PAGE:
I will explain those challenges in more detail later in my statement. Nevertheless, I wish to emphasize the vibrant and democratic nature of the Australian politics. The free and unconstrained media plays a vital role in the public debate about important issues. The Government has traditionally provided generous support to peak bodies and the Australian Human Rights Commission.

Despite the budgetary constraints facing the country, there is a sense of continued commitment by the Government to supporting civil society. 

Legal framework

Australia has a federal governance system, with legislative, executive and judicial powers distributed among the Commonwealth (federation) and six states and two self-governing territories. It is a constitutional democracy with parliamentary system of government. Even though the 1900 Australian Constitution refers to five individual rights, there is no separate bill of rights. Some rights, focusing on non-discrimination, are protected in the form of statutory legislation. In addition, the High Court pronounced that since the Constitution is predicated on a system of ‘representative democracy’, the implied freedom of political communication would invalidate legislation that which infringes on that right, unless necessary to protect other public interest.

In 2009, following extensive public consultations, proposals were made to include rights expressly in a Commonwealth Human Rights Charter, but they were consequently rejected by the Government. Instead, a new “Australian Human Rights Framework” was adopted focusing on human rights education and protection, and a parliamentary Joint Committee on Human Rights was established to provide advisory scrutiny of legislation for compliance with Australia’s international human rights obligations under the ratified United Nations human rights treaties. Nevertheless, Victoria State and Australian Capital Territory have enacted separate human rights acts, while Queensland and Tasmania now consider following suit.

Australia is a party to seven core human rights treaties and conventions. In this connection, I encourage the Government to ratify the remaining Optional Protocol of the Convention against Torture and the Convention on All Migrant Workers and Members of Their Families. It should also ratify ILO Convention No. 169 and guarantee the right to consultation and participation of indigenous communities in decisions at every stage of a project’s life cycle.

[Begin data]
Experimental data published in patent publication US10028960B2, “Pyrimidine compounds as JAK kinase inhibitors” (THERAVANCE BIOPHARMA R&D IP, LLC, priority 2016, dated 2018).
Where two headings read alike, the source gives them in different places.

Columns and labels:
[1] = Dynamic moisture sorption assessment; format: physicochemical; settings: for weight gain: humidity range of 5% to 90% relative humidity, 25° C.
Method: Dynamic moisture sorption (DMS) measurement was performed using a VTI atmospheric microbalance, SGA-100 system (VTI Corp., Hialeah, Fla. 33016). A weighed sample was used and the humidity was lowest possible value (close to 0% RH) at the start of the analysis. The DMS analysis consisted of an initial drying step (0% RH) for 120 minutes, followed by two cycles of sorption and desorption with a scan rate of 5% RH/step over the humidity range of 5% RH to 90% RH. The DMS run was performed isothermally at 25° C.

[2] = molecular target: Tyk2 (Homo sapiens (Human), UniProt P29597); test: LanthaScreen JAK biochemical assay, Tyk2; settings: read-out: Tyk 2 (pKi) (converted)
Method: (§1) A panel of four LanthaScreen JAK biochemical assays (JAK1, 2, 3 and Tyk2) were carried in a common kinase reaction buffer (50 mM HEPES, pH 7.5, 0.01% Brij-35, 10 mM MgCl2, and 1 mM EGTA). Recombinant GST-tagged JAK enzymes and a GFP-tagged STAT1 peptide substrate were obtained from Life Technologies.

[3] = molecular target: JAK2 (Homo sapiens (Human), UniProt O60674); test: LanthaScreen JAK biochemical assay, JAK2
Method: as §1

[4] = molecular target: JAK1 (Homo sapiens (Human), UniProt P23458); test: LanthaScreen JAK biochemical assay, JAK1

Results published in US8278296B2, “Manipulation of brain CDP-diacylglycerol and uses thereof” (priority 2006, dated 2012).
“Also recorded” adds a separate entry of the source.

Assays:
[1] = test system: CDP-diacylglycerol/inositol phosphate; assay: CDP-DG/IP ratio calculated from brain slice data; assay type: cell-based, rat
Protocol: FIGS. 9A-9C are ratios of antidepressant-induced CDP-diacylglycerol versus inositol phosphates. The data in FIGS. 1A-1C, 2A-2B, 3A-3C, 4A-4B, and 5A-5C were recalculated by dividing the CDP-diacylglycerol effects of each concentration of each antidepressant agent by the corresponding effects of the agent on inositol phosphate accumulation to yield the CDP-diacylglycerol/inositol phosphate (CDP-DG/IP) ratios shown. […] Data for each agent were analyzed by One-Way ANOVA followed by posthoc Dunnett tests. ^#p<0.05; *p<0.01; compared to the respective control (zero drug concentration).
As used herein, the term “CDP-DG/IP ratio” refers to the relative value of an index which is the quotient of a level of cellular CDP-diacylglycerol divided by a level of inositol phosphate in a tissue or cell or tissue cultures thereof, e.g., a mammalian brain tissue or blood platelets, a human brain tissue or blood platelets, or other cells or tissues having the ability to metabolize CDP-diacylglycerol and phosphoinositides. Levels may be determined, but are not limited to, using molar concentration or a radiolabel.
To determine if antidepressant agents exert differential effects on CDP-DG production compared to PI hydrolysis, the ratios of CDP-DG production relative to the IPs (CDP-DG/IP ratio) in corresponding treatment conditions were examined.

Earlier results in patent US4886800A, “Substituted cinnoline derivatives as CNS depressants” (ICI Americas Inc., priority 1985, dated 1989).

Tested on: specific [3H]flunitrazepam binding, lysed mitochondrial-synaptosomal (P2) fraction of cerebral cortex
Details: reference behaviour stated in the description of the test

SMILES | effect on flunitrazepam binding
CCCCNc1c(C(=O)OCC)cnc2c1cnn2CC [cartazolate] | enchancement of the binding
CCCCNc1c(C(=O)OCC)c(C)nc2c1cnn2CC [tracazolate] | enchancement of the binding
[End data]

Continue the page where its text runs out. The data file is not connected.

Australia’s federal system poses practical challenges in the implementation of Australia’s international human rights obligations. Its commitments under the seven ratified international human rights treaties require domestic legislation in order to have direct application in Australian law.

Despite this, in line with the international human rights law, the primary duty to promote and protect human rights and fundamental freedoms lies with the State. This includes guaranteeing the right of everyone, individually and in association with others, to strive for the protection and realization of human rights. In other words, every one of us has the right to defend all human rights for all. The Australian State is therefore under the obligation to take steps to create necessary conditions, including in the political and legal domains, in order to ensure that everyone in the country can enjoy all those rights and freedoms in practice.

Overall situation of civil society

The objective of my visit was to assess if Australia is ensuring a safe and enabling environment for human rights defenders, its national human rights institution and broader civil society. My general impression from the meetings held with different stakeholders at Commonwealth and States level is not what I had expected. Australia could do better, to formulate and implement a legal and policy framework that would be empowering human rights defenders. My predecessor’s 2013 report to the Human Rights Council could guide the Government in identifying a series of laws, policies and practices that States should put in place to protect and support defenders.